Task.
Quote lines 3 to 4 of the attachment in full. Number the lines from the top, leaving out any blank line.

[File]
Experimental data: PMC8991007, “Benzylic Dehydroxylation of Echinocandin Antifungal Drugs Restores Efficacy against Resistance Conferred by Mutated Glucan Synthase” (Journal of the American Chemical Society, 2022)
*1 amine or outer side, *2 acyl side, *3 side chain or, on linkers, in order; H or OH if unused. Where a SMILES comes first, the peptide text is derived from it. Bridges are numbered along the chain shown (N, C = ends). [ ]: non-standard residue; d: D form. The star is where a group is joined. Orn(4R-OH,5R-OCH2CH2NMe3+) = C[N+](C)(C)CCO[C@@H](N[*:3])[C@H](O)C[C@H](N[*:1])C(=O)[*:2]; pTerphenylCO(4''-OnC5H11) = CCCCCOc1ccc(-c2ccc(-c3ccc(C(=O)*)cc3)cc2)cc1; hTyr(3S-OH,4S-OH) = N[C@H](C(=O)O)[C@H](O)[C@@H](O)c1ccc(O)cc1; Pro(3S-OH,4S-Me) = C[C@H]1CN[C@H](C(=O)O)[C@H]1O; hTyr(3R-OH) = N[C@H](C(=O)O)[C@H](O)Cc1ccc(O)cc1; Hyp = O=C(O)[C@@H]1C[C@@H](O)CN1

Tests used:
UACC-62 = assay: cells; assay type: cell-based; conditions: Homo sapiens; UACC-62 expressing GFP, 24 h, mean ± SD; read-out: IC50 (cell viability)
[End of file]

Tests used:
UACC-62 = assay: cells; assay type: cell-based; conditions: Homo sapiens; UACC-62 expressing GFP, 24 h, mean ± SD; read-out: IC50 (cell viability)